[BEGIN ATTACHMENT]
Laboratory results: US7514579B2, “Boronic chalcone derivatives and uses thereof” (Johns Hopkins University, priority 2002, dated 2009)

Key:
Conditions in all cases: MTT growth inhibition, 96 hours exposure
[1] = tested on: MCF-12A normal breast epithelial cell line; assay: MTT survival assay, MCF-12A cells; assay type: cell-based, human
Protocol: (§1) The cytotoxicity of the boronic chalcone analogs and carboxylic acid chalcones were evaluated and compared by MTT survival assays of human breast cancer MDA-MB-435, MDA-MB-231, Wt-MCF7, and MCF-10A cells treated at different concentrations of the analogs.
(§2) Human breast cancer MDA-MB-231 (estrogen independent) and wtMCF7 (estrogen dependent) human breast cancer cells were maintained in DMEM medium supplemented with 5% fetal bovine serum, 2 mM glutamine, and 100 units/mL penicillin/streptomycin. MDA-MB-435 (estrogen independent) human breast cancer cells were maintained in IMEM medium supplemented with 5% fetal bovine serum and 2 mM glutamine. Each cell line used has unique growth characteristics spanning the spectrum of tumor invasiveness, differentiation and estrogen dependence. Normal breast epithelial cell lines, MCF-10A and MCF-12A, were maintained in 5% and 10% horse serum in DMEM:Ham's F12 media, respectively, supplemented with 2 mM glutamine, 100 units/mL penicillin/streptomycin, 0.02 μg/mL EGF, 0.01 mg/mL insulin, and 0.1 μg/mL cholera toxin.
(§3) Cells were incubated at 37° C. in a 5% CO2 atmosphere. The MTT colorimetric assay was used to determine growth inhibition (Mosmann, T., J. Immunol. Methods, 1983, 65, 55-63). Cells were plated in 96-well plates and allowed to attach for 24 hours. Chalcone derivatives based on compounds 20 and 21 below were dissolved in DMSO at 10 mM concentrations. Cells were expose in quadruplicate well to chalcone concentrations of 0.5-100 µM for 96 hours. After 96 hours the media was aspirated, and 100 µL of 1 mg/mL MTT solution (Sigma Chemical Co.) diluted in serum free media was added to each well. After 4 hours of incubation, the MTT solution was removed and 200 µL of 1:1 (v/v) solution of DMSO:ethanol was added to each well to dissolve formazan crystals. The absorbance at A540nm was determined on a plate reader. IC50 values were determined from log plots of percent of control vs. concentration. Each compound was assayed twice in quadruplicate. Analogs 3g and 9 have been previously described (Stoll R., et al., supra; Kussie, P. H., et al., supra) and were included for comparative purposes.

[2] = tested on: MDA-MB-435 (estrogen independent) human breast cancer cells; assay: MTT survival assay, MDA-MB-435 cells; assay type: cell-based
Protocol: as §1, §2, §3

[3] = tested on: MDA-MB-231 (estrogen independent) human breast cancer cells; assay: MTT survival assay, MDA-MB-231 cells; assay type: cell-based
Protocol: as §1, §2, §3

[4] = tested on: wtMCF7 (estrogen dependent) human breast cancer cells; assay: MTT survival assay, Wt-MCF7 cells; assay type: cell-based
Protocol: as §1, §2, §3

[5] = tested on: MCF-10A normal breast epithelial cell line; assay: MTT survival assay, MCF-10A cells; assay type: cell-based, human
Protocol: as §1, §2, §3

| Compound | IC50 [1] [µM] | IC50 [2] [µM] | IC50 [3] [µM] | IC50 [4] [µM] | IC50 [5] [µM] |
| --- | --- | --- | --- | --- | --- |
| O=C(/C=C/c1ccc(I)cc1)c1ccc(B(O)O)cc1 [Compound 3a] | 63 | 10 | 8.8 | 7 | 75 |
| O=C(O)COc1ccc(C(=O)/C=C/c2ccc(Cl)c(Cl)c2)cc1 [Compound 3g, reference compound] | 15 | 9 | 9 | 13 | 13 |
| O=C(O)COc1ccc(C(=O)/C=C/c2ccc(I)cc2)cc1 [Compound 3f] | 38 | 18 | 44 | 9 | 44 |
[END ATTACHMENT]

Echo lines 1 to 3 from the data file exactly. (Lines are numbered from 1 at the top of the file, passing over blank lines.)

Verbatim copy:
Laboratory results: US7514579B2, “Boronic chalcone derivatives and uses thereof” (Johns Hopkins University, priority 2002, dated 2009)

Key:
Conditions in all cases: MTT growth inhibition, 96 hours exposure